How a business manages its environmental impact, such as greenhouse gas emissions, energy efficiency, waste management, water use, biodiversity, etc.

How a business treats its employees, customers, suppliers, communities, and other stakeholders. This could be labour standards, health and safety, customer satisfaction, human rights, diversity and inclusion, etc.

How a business is run by its board of directors and management team. This includes corporate ethics, transparency, accountability, risk management, anti-corruption, etc.

Environmental, social and governance (ESG) is usually measured by third-party rating agencies or platforms that collect data from various sources. They use this to assign scores or ratings to businesses based on their ESG performance. ESG metrics can help investors make better decisions about which businesses to invest in.

Also, they could choose to avoid based on their sustainability risks and opportunities. ESG can also help businesses improve their valuation, profitability, innovation, and resilience.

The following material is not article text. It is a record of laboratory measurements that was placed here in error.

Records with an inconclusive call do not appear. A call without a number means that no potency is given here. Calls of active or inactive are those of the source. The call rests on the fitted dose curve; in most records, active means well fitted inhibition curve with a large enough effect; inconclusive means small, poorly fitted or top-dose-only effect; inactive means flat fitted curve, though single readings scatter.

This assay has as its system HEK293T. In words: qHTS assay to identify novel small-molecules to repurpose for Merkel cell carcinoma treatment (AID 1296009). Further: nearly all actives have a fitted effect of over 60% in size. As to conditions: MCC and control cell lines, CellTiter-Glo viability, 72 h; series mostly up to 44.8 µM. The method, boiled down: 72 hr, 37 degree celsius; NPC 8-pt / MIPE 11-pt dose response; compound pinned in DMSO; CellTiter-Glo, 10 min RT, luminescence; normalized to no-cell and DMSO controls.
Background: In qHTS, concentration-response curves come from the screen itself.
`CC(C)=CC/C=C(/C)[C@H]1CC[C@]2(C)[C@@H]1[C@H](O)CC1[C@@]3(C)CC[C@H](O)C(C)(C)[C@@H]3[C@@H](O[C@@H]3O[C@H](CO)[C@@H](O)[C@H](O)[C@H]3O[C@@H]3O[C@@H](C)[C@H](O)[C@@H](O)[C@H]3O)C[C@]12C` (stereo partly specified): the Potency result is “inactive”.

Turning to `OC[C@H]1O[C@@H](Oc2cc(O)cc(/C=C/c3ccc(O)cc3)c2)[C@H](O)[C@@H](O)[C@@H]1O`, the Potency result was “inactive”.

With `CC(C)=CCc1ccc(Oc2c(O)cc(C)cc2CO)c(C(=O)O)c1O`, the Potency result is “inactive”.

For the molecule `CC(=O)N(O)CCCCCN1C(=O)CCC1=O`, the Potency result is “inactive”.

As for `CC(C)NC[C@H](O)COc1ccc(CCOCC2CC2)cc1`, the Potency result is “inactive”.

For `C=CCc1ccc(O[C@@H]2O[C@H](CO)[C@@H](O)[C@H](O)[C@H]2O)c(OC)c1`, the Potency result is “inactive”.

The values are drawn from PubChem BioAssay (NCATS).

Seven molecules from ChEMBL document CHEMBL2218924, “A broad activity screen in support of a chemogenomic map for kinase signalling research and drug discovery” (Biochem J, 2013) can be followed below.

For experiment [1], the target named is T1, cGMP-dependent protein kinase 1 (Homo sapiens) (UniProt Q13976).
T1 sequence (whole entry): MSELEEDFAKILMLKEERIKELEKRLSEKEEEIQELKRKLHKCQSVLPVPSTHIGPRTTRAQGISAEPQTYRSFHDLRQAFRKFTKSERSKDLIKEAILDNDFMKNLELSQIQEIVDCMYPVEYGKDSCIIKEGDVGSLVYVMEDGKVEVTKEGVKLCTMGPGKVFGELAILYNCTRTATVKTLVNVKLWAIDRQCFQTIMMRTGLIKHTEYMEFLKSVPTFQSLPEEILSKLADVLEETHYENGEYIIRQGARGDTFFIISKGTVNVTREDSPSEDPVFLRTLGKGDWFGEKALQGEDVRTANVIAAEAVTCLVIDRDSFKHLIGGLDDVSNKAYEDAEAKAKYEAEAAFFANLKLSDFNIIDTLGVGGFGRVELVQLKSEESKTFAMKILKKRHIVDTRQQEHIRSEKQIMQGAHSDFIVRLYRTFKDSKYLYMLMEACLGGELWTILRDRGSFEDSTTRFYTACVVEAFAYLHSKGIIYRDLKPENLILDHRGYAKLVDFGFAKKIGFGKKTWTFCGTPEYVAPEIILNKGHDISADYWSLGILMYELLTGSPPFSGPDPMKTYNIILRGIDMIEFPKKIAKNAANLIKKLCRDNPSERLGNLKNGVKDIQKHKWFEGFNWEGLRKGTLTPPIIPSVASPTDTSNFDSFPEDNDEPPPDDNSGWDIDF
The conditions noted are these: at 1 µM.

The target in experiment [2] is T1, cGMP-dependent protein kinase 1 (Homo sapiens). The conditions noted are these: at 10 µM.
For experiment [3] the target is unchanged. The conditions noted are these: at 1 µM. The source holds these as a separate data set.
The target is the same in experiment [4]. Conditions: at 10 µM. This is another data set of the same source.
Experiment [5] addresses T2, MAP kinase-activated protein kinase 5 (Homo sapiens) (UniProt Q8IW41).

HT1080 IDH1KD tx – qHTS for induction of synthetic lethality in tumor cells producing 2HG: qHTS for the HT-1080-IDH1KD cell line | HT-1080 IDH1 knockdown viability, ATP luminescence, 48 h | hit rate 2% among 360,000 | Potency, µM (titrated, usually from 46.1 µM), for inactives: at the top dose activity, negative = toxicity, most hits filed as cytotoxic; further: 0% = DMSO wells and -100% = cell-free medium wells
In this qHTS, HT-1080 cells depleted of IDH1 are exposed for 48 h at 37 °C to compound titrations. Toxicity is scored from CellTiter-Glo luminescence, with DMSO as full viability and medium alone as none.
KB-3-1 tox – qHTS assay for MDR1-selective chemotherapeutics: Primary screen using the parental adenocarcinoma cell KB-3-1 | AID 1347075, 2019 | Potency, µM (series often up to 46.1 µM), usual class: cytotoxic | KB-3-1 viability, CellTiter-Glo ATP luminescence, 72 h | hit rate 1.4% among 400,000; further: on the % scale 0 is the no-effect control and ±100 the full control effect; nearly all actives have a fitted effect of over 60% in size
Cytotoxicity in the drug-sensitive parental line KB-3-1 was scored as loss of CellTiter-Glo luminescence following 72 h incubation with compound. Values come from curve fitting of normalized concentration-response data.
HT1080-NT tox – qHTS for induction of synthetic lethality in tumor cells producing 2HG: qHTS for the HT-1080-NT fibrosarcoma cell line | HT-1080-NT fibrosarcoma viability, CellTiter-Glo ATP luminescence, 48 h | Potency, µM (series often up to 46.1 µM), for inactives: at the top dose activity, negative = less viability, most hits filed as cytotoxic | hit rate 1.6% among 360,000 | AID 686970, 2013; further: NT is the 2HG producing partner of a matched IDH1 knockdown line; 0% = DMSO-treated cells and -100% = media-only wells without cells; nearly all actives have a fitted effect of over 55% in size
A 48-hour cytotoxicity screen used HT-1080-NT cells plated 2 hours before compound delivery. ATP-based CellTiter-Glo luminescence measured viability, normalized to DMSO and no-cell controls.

For example, one of the companies that is recognized for its ESG performance is Unilever. Unilever is a consumer goods company that produces brands such as Dove, Ben & Jerry’s, Lipton, etc.

Unilever has adopted an ESG strategy called the Unilever Sustainable Living Plan (USLP), which aims to:

  • Improve the health and well-being of 1 billion people by 2030
  • Reduce the environmental impact of its products by half by 2030
  • Enhance the livelihoods of millions of people in its value chain by 2030

These goals have helped Unilever to create value in these ways:

  • For shareholders by increasing its sales and financial performance.
  • For customers by offering high-quality and affordable products.
  • For employees by providing a safe and inclusive workplace.
  • For suppliers by supporting their growth and development.
  • For communities by contributing to their social and economic well-being.
  • For society by addressing global challenges such as climate change, poverty, and inequality.

CSR vs ESG: What’s the Difference?